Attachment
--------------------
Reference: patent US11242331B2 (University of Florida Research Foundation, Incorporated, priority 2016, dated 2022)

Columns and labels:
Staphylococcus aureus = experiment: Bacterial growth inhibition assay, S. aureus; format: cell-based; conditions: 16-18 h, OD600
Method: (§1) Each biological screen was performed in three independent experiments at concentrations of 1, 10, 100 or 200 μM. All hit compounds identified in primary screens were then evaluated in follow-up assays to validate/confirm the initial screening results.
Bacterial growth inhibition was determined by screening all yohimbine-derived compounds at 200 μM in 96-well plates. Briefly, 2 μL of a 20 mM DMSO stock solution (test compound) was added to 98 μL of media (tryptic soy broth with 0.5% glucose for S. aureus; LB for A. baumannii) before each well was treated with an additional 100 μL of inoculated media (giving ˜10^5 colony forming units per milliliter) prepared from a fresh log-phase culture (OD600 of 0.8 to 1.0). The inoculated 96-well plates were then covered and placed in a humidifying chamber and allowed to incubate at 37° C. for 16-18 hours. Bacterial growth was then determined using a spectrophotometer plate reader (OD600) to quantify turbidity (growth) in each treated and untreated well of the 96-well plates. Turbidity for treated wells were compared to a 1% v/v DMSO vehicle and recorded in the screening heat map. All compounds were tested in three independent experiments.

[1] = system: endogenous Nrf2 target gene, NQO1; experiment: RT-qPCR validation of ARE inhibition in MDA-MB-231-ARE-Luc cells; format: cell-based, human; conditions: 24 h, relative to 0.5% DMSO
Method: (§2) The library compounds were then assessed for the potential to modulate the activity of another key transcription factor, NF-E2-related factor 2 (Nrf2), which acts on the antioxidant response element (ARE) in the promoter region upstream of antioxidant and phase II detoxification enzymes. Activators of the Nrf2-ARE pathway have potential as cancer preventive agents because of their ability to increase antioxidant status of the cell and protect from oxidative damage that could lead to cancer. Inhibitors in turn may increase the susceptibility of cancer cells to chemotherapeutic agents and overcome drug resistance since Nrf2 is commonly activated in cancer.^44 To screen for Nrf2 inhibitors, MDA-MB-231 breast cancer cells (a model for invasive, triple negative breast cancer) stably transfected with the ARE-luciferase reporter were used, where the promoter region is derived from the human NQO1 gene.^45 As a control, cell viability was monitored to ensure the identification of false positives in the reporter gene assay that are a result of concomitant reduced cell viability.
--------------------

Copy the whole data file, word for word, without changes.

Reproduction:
Reference: patent US11242331B2 (University of Florida Research Foundation, Incorporated, priority 2016, dated 2022)

Columns and labels:
Staphylococcus aureus = experiment: Bacterial growth inhibition assay, S. aureus; format: cell-based; conditions: 16-18 h, OD600
Method: (§1) Each biological screen was performed in three independent experiments at concentrations of 1, 10, 100 or 200 μM. All hit compounds identified in primary screens were then evaluated in follow-up assays to validate/confirm the initial screening results.
Bacterial growth inhibition was determined by screening all yohimbine-derived compounds at 200 μM in 96-well plates. Briefly, 2 μL of a 20 mM DMSO stock solution (test compound) was added to 98 μL of media (tryptic soy broth with 0.5% glucose for S. aureus; LB for A. baumannii) before each well was treated with an additional 100 μL of inoculated media (giving ˜10^5 colony forming units per milliliter) prepared from a fresh log-phase culture (OD600 of 0.8 to 1.0). The inoculated 96-well plates were then covered and placed in a humidifying chamber and allowed to incubate at 37° C. for 16-18 hours. Bacterial growth was then determined using a spectrophotometer plate reader (OD600) to quantify turbidity (growth) in each treated and untreated well of the 96-well plates. Turbidity for treated wells were compared to a 1% v/v DMSO vehicle and recorded in the screening heat map. All compounds were tested in three independent experiments.

[1] = system: endogenous Nrf2 target gene, NQO1; experiment: RT-qPCR validation of ARE inhibition in MDA-MB-231-ARE-Luc cells; format: cell-based, human; conditions: 24 h, relative to 0.5% DMSO
Method: (§2) The library compounds were then assessed for the potential to modulate the activity of another key transcription factor, NF-E2-related factor 2 (Nrf2), which acts on the antioxidant response element (ARE) in the promoter region upstream of antioxidant and phase II detoxification enzymes. Activators of the Nrf2-ARE pathway have potential as cancer preventive agents because of their ability to increase antioxidant status of the cell and protect from oxidative damage that could lead to cancer. Inhibitors in turn may increase the susceptibility of cancer cells to chemotherapeutic agents and overcome drug resistance since Nrf2 is commonly activated in cancer.^44 To screen for Nrf2 inhibitors, MDA-MB-231 breast cancer cells (a model for invasive, triple negative breast cancer) stably transfected with the ARE-luciferase reporter were used, where the promoter region is derived from the human NQO1 gene.^45 As a control, cell viability was monitored to ensure the identification of false positives in the reporter gene assay that are a result of concomitant reduced cell viability.